10. xnor
    I wouldn't go above 85 dB SPL. The HE-6 requires less than 7 mW (or 0.63 V) to reach that volume. Many headphones only need a tiny fraction of a single milliwatt to reach the same volume.
    obobskivich likes this.
  11. MrMateoHead

    Thanks Xnor. Can you speak to the calculations I made above however, or give any guidance on how to make use of the weird specs given for many headphones and amps? I wouldn't want to listen at 110 dB (or even 100 dB) for more than short bursts. I am usually in a quiet environment where 85 dB or less is probably more than adequete.
    It baffles me to think that the HE-6 would require much of an amp to reach high volumes, yet the big hifiman amp for sale puts out something like 6 watts.
  12. xnor
    If you use the Vrms needed to reach 90 dB SPL from innerfidelity just use
    10^(relativedB / 20) and multiply it with the Vrms needed to reach 90 dB SPL.
    So for 85 dB SPL you have to substract 5 dB SPL: 10^(-5 / 20) * 0.055 = 0.031 Vrms for the HD595 to reach 85 dB SPL.
    You can reverse this: 20*log10(0.031 / 0.055) = -5 dB.
    If you have sensitivity for milliwatts just use 10*log10(power / 0.001) instead, or the reverse: 10^(... / 10).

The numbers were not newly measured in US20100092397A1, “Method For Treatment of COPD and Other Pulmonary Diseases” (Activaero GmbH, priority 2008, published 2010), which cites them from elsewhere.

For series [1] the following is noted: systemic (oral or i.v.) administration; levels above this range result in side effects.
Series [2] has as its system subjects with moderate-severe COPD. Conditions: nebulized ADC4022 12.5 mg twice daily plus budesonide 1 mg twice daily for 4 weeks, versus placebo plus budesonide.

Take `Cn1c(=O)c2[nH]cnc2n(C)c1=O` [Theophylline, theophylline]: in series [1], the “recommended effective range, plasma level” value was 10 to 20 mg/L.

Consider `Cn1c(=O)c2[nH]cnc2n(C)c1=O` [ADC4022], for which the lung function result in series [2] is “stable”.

13. MrMateoHead

    Ok - the first formula makes sense and I can replicate your number. 85 dB is achieved at 0.031 Vrms for the senns, and 0.0725 for the hifimans.
    Hypothetical, lets Change the Vrms to 1.
    20*Log(10*(1 / 0.33)) = 30 dB. Therefore, 1 Vrms yields max SPL of 112 dB. (Hifiman)
    20*Log(10*(1 / 0.055)) = 45 dB. Therefore, 1 Vrms yields max SPL of 135 dB (Sennheiser)
    Though, both of those numbers are pretty close to radically high. Realistic? Or is it likely that driver limits would prevent such SPL? I am surprised that 1 V could yield that much volume considering amps like the Asgard are rated for up to 7 Vrms (but 1 Vrms at 10% THD).
  14. obobskivich
    Power requirements are often misrepresented to sell more gadgets - you really don't need anywhere the "juice" most traderags cry about. As far as when the driver blows up - the isodynamic should outlast because it will like die due to Tmax not Xmax, while the Sennheiser you'll probably pop the cone or cook the motor off fairly quickly (max input power is probably like 200 mW). But there will be time relativity here - instantaneously they will survive more than continuously. But still - this is way beyond suitable listening levels.
  15. mikeaj
    I couldn't follow what you're trying to calculate, but before we even get to that, people have been using log10( ) to be shorthand for logarithm with base 10.  Somehow a 10 ended up inside the argument of your logarithms.
    Senn HD 595 (0.055 Vrms for 90 dB SPL):
    20*log10(1 / 0.055) = 25.2 dB,
    so 1 Vrms would give 90 dB + 25.2 dB = 115.2 dB SPL
    HiFiMAN HE-400 (0.129 Vrms for 90 dB SPL):
    20*log10(1 / 0.129) = 17.8 dB,
    so 1 Vrms would give 90 dB + 17.8 dB = 107.8 dB SPL